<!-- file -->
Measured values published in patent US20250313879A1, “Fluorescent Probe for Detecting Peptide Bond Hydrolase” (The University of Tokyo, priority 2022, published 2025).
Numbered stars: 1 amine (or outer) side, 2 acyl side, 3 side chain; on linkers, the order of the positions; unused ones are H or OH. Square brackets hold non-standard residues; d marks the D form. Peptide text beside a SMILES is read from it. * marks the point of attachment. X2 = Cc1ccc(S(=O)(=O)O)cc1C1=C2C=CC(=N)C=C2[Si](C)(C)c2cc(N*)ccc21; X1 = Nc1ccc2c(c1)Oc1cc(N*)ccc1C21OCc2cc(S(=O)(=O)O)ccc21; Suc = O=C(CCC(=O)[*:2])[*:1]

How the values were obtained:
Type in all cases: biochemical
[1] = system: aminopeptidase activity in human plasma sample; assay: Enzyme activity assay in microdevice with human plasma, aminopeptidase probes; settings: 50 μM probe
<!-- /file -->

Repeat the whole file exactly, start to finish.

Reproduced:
Measured values published in patent US20250313879A1, “Fluorescent Probe for Detecting Peptide Bond Hydrolase” (The University of Tokyo, priority 2022, published 2025).
Numbered stars: 1 amine (or outer) side, 2 acyl side, 3 side chain; on linkers, the order of the positions; unused ones are H or OH. Square brackets hold non-standard residues; d marks the D form. Peptide text beside a SMILES is read from it. * marks the point of attachment. X2 = Cc1ccc(S(=O)(=O)O)cc1C1=C2C=CC(=N)C=C2[Si](C)(C)c2cc(N*)ccc21; X1 = Nc1ccc2c(c1)Oc1cc(N*)ccc1C21OCc2cc(S(=O)(=O)O)ccc21; Suc = O=C(CCC(=O)[*:2])[*:1]

How the values were obtained:
Type in all cases: biochemical
[1] = system: aminopeptidase activity in human plasma sample; assay: Enzyme activity assay in microdevice with human plasma, aminopeptidase probes; settings: 50 μM probe